Elijah Matheson, a fourth-year human rights and journalism major, has a long history of activism that hasn’t gone unnoticed. Matheson was honoured with the New Brunswick Young Humanitarian award earlier this month, for their efforts helping the LGBTQ community.
When Matheson found out they’d won the award, it was a surprise. They were originally nominated in high school by Bruce Van Stone, the anti-bullying coordinator for the Department of Education.
“I didn’t realize that they kept the nominations and carried them over every year, so it was actually a huge surprise,” Matheson said.
Matheson first dabbled into activism at Sir James Dunn Academy in St. Andrews, when they became the chair of the Gay Straight Alliance in Grade 11.
“That sort of was a good opportunity which I’m glad I took,” Matheson said.
Initially, Matheson was hesitant to join, despite the good climate for LGBTQ students at the school. At the time there was a stigma surrounding groups like this. Matheson said if you joined, people automatically assumed you were gay.
“I was sort of scared to really get involved … there weren’t a lot of out, really open people.” When Matheson first got involved with the GSA they hadn’t come out yet.
While Matheson was the president of the group, social events were held to break down the barrier between allies and members of the LGBTQ community. The goal was to stop the stigma surrounding joining the GSA.
Matheson also worked on campaigning the Department of Education to implement an anti-homophobia, anti-transphobia and anti-harassment policy. They worked on getting more inclusive curriculum throughout middle and high schools, and teamed up with Egale Canada to create a LGBTQ inclusion handbook for teachers to use as a resource.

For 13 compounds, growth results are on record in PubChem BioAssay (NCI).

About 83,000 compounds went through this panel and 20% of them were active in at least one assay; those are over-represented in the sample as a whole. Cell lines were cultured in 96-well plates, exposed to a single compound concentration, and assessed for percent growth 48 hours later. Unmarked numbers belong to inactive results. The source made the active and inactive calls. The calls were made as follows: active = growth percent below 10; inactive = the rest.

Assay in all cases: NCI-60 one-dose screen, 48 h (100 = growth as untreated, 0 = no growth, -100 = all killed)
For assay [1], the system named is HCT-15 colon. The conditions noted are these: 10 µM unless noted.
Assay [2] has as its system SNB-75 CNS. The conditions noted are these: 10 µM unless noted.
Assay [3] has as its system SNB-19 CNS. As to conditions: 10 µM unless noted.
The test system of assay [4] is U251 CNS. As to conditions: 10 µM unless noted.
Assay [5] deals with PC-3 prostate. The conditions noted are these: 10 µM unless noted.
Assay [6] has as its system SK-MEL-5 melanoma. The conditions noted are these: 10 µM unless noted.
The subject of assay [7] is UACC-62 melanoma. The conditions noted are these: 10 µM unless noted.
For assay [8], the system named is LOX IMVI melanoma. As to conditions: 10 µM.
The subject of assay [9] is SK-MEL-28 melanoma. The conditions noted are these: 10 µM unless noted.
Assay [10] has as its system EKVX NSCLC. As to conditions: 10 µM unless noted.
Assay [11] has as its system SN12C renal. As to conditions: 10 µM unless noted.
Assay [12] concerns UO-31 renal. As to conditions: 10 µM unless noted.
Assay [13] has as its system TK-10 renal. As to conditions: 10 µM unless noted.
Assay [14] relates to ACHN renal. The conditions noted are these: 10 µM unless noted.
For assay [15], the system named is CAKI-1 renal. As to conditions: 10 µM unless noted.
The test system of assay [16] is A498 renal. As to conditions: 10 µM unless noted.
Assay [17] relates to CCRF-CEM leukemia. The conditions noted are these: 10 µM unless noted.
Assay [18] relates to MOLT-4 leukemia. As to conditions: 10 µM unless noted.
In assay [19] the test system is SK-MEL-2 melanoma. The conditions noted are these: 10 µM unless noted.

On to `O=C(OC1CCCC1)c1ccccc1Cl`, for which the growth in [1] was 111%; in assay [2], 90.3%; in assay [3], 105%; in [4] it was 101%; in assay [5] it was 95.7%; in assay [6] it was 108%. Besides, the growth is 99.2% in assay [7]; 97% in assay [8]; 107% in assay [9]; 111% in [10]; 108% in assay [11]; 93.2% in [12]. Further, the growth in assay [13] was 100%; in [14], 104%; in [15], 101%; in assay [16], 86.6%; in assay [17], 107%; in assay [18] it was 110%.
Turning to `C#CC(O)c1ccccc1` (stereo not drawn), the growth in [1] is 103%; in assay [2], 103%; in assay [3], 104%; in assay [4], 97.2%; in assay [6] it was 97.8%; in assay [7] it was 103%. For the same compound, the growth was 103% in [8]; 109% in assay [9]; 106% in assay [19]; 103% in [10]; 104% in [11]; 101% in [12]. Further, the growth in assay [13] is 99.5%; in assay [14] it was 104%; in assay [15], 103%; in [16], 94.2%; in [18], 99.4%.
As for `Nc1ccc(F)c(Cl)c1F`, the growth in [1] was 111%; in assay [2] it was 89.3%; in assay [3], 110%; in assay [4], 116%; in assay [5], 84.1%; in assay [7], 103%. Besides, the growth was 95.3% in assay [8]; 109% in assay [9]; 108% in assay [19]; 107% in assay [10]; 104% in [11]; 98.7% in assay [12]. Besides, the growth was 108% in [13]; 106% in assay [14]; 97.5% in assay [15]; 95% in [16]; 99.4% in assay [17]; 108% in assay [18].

Matheson’s activism continued when they came to St. Thomas University. In their second year, they started the Queer and Allied People’s Society on campus, with fellow students Olivier Hébert and Al Cusack.
All of this work was recognized at The Power of Humanity Awards Dinner in Saint John. Matheson was surrounded by those involved with the Red Cross, supportive friends and family and fellow Power of Humanity recipient Glenn Cooke.
They were shown a video compiled of interviews of those involved in their life and activism throughout the years.
Professor and LGBTQ resource advisor Erin Fredericks, partner Olivier Hébert, high school mentor Shawn Corey and their best friend and parents were all featured in the video.
“It was really cool to see my teacher from high school talk about the impact that [my work] had and that it still has on students there … because that’s like three years ago now,” Matheson said.
Matheson gave an acceptance speech full of thank you’s and acknowledged those who made their involvement possible.
“I am able to do the work that I do because of so many people that have done work before me and the people I do work with everyday that support me.”
Matheson hopes being granted this award will put LGBTQ activism in the spotlight in New Brunswick, and other LGBTQ activists will get the same recognition.
“There was a bit of a feeling of like, [there] are so many people that do this work that don’t get nominated for these sort of things,” Matheson said.
Although it can be draining to juggle activism with school and work, it’s rewarding for Matheson.
“It’s just really inspiring for me to keep doing the work that I’m doing even when it’s difficult.”
They recognize despite the work they’ve done there is still a lot of work left to do.
“I don’t think I’ll ever really be done with activism, I’ve tried to take breaks from it and I always get drawn back in because there are so many important issues in the queer community.”
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